CW: Homophobia, racism.
After an Oxford LGBTQ+ Society event discussing the realities of being an LGBTQ+ person in the Caribbean was ‘zoombombed’ with homophobic and racist content, the Society has told Cherwell that they intend to report the incident to the police, along with setting up new mechanisms to secure future meetings. Similar attacks have also taken place at the Universities of Edinburgh, Durham and Sussex, along with Manchester Metropolitan University.
The event, co-hosted with Oxford’s African and Caribbean Society, was titled ‘LGBTQ+ History and Lived Experiences in the Caribbean’ and was the third of their four LGBTQ+ History Month events. During the event, a homophobic slur was repeatedly typed in the Zoom chat and a racist slur was written over one speaker’s presentation on the ‘Historical Role of Britain in Criminalising Homosexuality around the World – with focus on the Commonwealth Caribbean’. Those who typed the messages wore ‘V for Vendetta’ masks.
The meeting was closed after these attacks. When the meeting was restarted, chat, annotation, whiteboard and microphone permissions were removed from all guests. The individuals who had posted in the chat attempted to re-join; one was successful but was then quickly removed. The rest of the event continued without disturbance.
The Oxford LGBTQ+ Society told Cherwell: “Moving forward from the events of Thursday night, both the Equality & Diversity Unit and the IT Department are going to be working with us to help protect vital safe spaces for students of all identities throughout the University and to prevent this from ever happening again. We are keen for this initiative to extend to universities across the UK, as this is clearly not an isolated incident and such ‘Zoom-bombings’ are increasing in frequency, especially within University settings.
“We intend to report this hate crime to the police and have been offered the support of the Proctors’ Office in navigating this process. We have also reached out to Edinburgh University ACS, who unfortunately experienced a strikingly similar attack at their ‘Pro-Black and Anti-Gay?’ event last week. These attacks were organised and targeted, and we suspect they were orchestrated by the same group of people, and as such we are keen to collaborate and communicate as we seek to hold those responsible to account.”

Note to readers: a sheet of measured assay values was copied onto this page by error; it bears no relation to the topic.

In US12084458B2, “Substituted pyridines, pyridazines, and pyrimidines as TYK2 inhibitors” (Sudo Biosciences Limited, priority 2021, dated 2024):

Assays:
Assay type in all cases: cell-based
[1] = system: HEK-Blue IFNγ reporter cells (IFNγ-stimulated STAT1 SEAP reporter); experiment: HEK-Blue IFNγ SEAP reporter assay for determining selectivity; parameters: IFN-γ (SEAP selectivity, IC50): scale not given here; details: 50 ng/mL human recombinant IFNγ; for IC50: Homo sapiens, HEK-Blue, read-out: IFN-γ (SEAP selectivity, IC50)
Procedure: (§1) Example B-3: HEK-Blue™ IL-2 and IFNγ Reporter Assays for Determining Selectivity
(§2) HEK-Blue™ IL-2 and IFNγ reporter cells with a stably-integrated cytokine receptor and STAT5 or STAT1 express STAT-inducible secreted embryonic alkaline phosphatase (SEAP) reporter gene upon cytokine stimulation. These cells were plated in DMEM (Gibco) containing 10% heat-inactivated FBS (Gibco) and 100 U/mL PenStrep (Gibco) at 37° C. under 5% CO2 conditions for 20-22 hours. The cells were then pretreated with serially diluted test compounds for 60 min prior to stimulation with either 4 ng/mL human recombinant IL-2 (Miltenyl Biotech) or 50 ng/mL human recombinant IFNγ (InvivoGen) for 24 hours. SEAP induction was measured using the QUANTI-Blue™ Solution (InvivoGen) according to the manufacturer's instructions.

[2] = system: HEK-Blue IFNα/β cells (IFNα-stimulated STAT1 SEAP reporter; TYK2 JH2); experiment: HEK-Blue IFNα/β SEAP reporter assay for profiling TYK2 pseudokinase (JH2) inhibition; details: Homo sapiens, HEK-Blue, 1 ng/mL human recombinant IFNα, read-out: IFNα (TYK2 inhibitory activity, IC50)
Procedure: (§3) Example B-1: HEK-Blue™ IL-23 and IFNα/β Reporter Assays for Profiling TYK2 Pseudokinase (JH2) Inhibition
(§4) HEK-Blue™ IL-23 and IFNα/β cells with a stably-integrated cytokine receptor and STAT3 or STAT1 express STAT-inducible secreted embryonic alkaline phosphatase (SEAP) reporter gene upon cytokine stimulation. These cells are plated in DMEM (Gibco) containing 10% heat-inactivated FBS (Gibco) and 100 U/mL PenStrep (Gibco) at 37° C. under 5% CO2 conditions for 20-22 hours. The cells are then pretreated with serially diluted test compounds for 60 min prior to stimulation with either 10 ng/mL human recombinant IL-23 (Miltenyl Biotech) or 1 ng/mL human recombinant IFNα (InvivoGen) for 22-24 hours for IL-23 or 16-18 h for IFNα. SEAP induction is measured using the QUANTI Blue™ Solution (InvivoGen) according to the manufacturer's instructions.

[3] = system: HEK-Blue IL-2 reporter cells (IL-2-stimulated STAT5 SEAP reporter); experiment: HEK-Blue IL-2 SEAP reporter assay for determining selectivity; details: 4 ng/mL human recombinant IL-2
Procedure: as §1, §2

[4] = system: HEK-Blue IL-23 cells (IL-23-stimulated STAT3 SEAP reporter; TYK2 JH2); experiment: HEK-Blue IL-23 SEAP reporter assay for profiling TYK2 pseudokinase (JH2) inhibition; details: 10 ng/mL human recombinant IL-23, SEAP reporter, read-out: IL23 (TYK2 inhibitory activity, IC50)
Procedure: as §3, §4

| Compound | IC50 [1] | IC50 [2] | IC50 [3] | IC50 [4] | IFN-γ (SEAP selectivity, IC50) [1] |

These attacks follow an incident at the University of Edinburgh on 14th February, where racist and homophobic messages were sent in the Zoom chat while attackers shouted “white power” and played pornography, reducing one guest speaker to tears. In an Instagram statement, the UoE African Caribbean Society said: “We strongly condemn their actions and this attack only proved the necessity of these discussions. We maintain a zero-tolerance on any form of discrimination and this was a horrible occurrence that should never be repeated. This crime will be reported to higher authorities and action will be taken.”
Jason Jones – a gay activist from Trinidad and Tobago – was a speaker at both the Edinburgh and the Oxford events. Reflecting upon these attacks in the restarted meeting, he said: “When the attack happened on February 14 at the Edinburgh event, it sent me into a very dark space. As an older LGBT person of colour, it took me back to years of the most horrendous homophobic attacks I have lived through. I did the first public gay drag show in Trinidad and Tobago in 1992 and my family made me homeless. I ended up homeless just for doing a drag show, but now everyone looks at RuPaul’s Drag Race and thinks that it’s okay. When I saw what happened tonight it sent me back to those very dark days when there was no support, when there was no idea of us being human beings”.
He continued: “The fact we were attacked again tonight by the racist homophobes after being attacked at two other universities over the last 6 months shows that universities are not engaging with the dialogue. That is because the leadership are all white, cisgender and all predominantly straight and middle class. These are people who do not face the challenges that minorities face. We need to take this to the highest level to ensure they are listening to us.”